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Keep Arms Embargo On China

The European Parliament passed a resolution against lifting the weapons embargo imposed on China after the brutal 1989 suppression of pro-democracy protesters in Beijing's Tiananmen Square. U.S. Secretary of State Condoleezza Rice welcomed the European Parliament’s action. The U.S., she said, has "been very concerned about the lifting of an embargo that would send the wrong message on human rights, given that it was imposed in response to the Tiananmen Square situation."

Ms. Rice also pointed out that, "Increased military modernization in China could, indeed, threaten U.S. security interests in Asia, not to mention the security interests of other allies in the region." A decision by the European Union to provide China with advanced military technologies would not be helpful for regional security; it would also send the message that commercial advantages are more important than human rights.

There is another way. Secretary of State Rice says the U.S. would like to help China become a global partner willing to match its growing capabilities with its international responsibilities:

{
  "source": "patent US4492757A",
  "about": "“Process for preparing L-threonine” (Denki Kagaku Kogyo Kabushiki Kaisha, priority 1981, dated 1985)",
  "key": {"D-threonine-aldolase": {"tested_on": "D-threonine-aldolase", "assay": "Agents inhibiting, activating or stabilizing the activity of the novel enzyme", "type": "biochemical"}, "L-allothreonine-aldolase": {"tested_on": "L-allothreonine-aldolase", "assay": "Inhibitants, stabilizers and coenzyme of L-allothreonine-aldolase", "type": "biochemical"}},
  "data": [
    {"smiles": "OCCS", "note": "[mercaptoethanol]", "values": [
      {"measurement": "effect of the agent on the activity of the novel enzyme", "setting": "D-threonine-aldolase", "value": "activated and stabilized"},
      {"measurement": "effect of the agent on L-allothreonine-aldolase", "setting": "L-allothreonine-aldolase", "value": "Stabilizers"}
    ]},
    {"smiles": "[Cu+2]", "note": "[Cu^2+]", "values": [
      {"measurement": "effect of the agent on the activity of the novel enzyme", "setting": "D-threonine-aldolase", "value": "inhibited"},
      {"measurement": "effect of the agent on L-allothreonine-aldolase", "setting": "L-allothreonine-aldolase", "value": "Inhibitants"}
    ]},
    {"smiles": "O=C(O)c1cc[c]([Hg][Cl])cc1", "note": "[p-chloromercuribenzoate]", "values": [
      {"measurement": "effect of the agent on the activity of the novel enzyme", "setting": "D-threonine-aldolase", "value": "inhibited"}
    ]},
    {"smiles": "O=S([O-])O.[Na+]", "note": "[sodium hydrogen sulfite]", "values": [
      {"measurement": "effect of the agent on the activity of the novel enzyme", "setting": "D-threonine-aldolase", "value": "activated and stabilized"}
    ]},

"We seek to incorporate into this dynamic region a rising China. Indeed, we believe that working together, we and our allies and friends can help create an environment in which a rising China is a positive force."

The U.S. wants to encourage the development of a peaceful, democratic China through constructive relations. The U.S. believes that Europe shares this interest and will decide that there are better ways to promote friendly relations than by selling weapons. Eventually, said Secretary of State Rice, China must "embrace some form of open, genuinely representative government if it is fully to reap the benefits and meet the challenges of its changing role in the world."

The preceding was an editorial reflecting the views of the United States government.